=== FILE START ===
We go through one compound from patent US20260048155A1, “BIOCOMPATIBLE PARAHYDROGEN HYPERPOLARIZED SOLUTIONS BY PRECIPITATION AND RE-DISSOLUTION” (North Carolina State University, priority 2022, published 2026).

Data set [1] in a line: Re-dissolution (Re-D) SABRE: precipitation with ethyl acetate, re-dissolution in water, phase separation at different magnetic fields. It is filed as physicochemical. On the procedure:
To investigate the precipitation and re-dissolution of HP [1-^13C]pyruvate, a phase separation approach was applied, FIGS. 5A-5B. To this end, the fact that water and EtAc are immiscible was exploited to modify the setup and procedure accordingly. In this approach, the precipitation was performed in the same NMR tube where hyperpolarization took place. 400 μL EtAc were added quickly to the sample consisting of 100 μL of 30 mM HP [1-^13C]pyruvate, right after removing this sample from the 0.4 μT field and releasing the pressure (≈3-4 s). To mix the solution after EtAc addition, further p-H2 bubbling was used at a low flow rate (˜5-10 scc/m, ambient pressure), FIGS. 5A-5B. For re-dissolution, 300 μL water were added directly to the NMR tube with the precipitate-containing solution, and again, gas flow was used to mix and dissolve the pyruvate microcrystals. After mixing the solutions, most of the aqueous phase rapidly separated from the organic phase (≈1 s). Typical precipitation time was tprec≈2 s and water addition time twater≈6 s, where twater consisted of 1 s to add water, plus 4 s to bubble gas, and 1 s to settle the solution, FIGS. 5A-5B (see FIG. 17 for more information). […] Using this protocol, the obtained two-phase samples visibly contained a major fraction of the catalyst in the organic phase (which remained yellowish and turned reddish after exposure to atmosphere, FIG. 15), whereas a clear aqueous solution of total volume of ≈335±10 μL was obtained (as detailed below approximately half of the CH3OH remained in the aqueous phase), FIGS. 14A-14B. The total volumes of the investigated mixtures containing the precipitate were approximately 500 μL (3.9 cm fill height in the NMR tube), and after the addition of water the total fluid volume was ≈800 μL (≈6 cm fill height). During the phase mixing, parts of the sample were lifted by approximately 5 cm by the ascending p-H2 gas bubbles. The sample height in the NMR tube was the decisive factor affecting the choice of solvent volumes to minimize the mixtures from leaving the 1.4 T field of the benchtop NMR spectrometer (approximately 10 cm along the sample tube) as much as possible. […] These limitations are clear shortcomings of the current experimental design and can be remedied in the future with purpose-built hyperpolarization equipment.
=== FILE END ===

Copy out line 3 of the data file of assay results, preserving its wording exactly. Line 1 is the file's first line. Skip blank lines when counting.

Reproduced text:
To investigate the precipitation and re-dissolution of HP [1-^13C]pyruvate, a phase separation approach was applied, FIGS. 5A-5B. To this end, the fact that water and EtAc are immiscible was exploited to modify the setup and procedure accordingly. In this approach, the precipitation was performed in the same NMR tube where hyperpolarization took place. 400 μL EtAc were added quickly to the sample consisting of 100 μL of 30 mM HP [1-^13C]pyruvate, right after removing this sample from the 0.4 μT field and releasing the pressure (≈3-4 s). To mix the solution after EtAc addition, further p-H2 bubbling was used at a low flow rate (˜5-10 scc/m, ambient pressure), FIGS. 5A-5B. For re-dissolution, 300 μL water were added directly to the NMR tube with the precipitate-containing solution, and again, gas flow was used to mix and dissolve the pyruvate microcrystals. After mixing the solutions, most of the aqueous phase rapidly separated from the organic phase (≈1 s). Typical precipitation time was tprec≈2 s and water addition time twater≈6 s, where twater consisted of 1 s to add water, plus 4 s to bubble gas, and 1 s to settle the solution, FIGS. 5A-5B (see FIG. 17 for more information). […] Using this protocol, the obtained two-phase samples visibly contained a major fraction of the catalyst in the organic phase (which remained yellowish and turned reddish after exposure to atmosphere, FIG. 15), whereas a clear aqueous solution of total volume of ≈335±10 μL was obtained (as detailed below approximately half of the CH3OH remained in the aqueous phase), FIGS. 14A-14B. The total volumes of the investigated mixtures containing the precipitate were approximately 500 μL (3.9 cm fill height in the NMR tube), and after the addition of water the total fluid volume was ≈800 μL (≈6 cm fill height). During the phase mixing, parts of the sample were lifted by approximately 5 cm by the ascending p-H2 gas bubbles. The sample height in the NMR tube was the decisive factor affecting the choice of solvent volumes to minimize the mixtures from leaving the 1.4 T field of the benchtop NMR spectrometer (approximately 10 cm along the sample tube) as much as possible. […] These limitations are clear shortcomings of the current experimental design and can be remedied in the future with purpose-built hyperpolarization equipment.